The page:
Dealings with a thirteen year old get testy at times. Believe me, the responsibility does not lie solely in the lap of said thirteen year old.
Yes, I’ve heard the wisdom of not asking questions that set children up to choose between lying or not. Does it stop me from asking questions that way? No. Yes, I’ve heard the fruitlessness of lecturing. Does it stop me from lecturing? No. Yes, I’ve heard ‘choose your battles.’ Does it stop me from choosing every one? No.
“But I asked you if you were working on your Math and you said you were and you weren’t. You’ve lost the right to sit where I can’t see your laptop screen (Thank you so much to the Hopkinton school system for placing those distraction machines in the laps of young learners since 6th grade!). Sit over on the blue couch so I can see over your shoulder.” (He grudgingly heads over.) “And why when I asked you if you were working on your Math did you say you were when you weren’t? Be impeccable with your word. There is no honor in doing and saying things so you can get away with stuff.” (Like I never did when I was his age. I lean over the back of the couch for added emphasis.) “You’re hurting yourself and you’re hurting us who want to trust you.”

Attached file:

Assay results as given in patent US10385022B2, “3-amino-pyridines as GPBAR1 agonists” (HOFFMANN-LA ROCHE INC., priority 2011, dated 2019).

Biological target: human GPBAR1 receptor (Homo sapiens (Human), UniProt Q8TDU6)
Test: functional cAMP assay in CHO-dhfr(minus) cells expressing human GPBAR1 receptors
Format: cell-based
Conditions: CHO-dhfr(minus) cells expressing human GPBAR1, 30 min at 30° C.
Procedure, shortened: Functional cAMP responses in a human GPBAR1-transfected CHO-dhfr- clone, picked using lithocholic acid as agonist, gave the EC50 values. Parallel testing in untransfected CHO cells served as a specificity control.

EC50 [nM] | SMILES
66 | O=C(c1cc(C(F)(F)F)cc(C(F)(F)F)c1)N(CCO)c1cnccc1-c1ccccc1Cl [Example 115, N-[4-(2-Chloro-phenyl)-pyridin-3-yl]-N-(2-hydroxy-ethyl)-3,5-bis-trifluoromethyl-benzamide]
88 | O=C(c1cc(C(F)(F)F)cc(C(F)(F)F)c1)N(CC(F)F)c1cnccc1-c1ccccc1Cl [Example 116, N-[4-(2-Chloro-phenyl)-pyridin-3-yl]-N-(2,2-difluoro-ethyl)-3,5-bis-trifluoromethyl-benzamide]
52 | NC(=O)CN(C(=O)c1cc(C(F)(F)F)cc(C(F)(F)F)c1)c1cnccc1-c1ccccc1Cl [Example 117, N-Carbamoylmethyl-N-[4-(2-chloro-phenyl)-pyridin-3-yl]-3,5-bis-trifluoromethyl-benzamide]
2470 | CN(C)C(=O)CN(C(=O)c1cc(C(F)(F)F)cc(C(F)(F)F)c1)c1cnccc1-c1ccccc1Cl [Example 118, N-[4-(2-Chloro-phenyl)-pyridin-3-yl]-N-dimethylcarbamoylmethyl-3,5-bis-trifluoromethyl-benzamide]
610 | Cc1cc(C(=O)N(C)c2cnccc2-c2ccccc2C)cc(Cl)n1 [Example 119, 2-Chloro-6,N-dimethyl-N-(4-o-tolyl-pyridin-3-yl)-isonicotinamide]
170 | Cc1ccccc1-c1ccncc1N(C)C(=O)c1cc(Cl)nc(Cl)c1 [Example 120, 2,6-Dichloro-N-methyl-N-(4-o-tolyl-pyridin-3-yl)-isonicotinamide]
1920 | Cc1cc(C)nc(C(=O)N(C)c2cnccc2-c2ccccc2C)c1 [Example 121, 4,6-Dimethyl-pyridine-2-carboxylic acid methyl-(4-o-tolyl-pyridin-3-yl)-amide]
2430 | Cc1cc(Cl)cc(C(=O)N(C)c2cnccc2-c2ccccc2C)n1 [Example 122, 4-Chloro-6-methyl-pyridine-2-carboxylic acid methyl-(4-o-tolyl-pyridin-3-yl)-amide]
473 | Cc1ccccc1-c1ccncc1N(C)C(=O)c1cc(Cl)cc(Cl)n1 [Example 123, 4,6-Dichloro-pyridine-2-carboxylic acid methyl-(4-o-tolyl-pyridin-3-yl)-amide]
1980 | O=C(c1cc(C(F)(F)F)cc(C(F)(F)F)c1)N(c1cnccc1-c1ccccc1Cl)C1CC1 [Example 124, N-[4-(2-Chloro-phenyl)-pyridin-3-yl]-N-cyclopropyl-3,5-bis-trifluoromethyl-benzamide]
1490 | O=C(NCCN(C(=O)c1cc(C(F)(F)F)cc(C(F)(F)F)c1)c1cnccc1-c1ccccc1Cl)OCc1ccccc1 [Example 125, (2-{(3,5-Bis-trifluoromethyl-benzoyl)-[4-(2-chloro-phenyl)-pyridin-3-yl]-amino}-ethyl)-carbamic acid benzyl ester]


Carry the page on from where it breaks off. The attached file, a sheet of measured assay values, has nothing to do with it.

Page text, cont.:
Errant son looks me straight in the eye, “So I told a lie. It’s not the end of the world. You make it sound like it’s the end of the world.”
He has no idea.
So the next morning I hear a friend talk about how he used to talk to his kids and how he tries to now. He asks himself (another thing I’ve heard many times), “Would I rather be right or would I rather be happy?”
My turn to choose.